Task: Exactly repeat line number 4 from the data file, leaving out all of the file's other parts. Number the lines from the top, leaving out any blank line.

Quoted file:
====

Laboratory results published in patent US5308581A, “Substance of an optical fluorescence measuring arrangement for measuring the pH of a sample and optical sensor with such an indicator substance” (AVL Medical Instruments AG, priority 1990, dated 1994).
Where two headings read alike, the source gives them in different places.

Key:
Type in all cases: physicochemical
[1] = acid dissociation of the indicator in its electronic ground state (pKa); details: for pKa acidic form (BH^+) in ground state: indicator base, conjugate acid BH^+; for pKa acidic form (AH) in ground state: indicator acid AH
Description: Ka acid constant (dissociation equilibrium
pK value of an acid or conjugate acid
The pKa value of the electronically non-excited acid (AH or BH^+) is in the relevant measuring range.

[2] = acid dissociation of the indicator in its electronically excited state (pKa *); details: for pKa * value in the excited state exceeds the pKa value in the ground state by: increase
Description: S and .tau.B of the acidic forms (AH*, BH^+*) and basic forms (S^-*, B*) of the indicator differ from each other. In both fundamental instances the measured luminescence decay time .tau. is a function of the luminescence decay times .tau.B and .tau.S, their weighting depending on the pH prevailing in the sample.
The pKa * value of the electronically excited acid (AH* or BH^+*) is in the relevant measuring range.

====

Type in all cases: physicochemical